Russia spawned some sinister scientists in the 19th and 20th centuries.
Nikolai Fedorov believed in immortality and resuscitation of the dead, while Trofim Lysenko's insistence on the inheritability of acquired characteristics was so embraced by Stalin that dissent was outlawed in 1948. It is from these malign seeds that Marcel Theroux has constructed his fifth novel, a compelling story that bends concepts of reality while keeping a grip on the most sceptical reader.
Nicholas Slopen, academic and editor of Samuel Johnson's letters, dies. Weeks later, a stranger appears claiming to be him. Is this man lying, deluded, or neither? Theroux's prose is taut; his first-person narrator as mesmerising as any of Ishiguro's. As with the latter, the reader searches the protagonist's words for signs of unreliability, but his urbane voice seems credible and sane, wryly witty and sprinkled with pithy insights .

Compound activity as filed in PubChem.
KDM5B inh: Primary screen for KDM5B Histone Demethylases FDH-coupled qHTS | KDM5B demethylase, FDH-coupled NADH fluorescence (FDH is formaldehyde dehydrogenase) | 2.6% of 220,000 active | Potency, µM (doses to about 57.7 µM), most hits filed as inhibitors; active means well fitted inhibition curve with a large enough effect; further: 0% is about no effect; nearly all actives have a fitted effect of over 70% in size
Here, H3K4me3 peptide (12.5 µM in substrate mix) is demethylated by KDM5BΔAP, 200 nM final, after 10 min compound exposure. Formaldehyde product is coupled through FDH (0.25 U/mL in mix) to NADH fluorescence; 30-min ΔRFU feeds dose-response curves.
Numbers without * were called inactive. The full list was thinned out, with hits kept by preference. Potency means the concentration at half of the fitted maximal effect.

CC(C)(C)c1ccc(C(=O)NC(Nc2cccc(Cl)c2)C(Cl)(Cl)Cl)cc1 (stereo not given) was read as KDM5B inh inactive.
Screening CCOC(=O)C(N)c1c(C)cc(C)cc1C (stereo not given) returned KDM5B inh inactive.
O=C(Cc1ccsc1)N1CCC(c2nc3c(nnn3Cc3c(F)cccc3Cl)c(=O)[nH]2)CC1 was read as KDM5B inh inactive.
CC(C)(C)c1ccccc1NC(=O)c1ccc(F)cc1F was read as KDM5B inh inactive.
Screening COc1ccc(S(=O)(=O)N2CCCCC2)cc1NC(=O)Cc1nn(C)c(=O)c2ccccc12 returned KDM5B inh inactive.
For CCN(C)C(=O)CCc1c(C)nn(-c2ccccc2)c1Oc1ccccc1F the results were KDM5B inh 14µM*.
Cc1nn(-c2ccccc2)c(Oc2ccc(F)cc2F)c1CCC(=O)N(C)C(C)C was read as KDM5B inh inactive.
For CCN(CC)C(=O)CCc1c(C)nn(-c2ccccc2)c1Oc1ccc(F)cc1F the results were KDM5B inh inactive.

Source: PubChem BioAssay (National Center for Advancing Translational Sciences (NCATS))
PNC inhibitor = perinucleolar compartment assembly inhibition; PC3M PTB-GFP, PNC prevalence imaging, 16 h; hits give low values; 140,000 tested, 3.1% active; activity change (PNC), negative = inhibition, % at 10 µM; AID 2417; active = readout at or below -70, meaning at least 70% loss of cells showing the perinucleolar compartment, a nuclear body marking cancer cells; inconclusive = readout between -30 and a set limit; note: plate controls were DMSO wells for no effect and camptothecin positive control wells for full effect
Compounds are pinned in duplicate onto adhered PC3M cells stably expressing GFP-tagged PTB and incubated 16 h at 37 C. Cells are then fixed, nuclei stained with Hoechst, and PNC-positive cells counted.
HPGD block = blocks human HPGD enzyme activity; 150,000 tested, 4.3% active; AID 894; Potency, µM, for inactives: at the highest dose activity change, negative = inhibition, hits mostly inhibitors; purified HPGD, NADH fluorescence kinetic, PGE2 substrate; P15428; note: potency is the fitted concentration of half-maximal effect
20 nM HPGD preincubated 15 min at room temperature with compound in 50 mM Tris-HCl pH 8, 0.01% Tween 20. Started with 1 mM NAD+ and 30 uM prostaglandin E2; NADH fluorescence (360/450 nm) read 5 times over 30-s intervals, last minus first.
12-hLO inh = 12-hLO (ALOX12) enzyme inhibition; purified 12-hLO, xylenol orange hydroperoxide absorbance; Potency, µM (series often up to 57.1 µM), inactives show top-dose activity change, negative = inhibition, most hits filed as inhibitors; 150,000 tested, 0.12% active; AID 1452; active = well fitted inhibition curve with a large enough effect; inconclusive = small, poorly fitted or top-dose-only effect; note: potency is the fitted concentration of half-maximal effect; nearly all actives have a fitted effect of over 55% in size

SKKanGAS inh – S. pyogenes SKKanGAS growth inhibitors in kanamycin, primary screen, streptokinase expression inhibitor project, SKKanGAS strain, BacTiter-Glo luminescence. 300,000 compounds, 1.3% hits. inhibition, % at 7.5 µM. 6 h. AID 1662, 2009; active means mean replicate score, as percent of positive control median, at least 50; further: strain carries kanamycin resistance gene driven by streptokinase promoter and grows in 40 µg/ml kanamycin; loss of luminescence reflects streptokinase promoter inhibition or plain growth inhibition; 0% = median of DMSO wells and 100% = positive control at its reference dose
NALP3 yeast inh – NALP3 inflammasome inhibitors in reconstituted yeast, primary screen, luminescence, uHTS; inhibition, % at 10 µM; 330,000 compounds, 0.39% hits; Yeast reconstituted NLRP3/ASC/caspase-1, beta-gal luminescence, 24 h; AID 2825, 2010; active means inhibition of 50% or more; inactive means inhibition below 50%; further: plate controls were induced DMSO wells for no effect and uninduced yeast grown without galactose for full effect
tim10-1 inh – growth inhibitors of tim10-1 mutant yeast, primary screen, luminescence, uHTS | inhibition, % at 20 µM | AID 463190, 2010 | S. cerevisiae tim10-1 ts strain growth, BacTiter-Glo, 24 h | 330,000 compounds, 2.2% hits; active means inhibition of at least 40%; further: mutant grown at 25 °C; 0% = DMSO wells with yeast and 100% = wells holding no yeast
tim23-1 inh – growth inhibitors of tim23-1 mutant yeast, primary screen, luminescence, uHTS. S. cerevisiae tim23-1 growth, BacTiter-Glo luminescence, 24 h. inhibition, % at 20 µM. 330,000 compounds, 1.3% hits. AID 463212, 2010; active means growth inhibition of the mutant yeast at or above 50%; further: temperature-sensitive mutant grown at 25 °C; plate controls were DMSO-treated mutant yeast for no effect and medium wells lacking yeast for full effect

The characters are satisfyingly complex, from the selfish early Nicholas to his drawling nemesis: ("I've never understood the attraction of the moral high ground. It's always struck me as an overpriced piece of real estate.") There are deliciously acidic observations: "Hilary said banal things all through the meal, which she barely touched... Flushed away by so much colonic hydrotherapy, so etiolated by Bikram yoga that she looked like gristle."
This is not only a chilling thriller. It's also a story of self-discovery: a person perceiving himself as others did only when it's too late.
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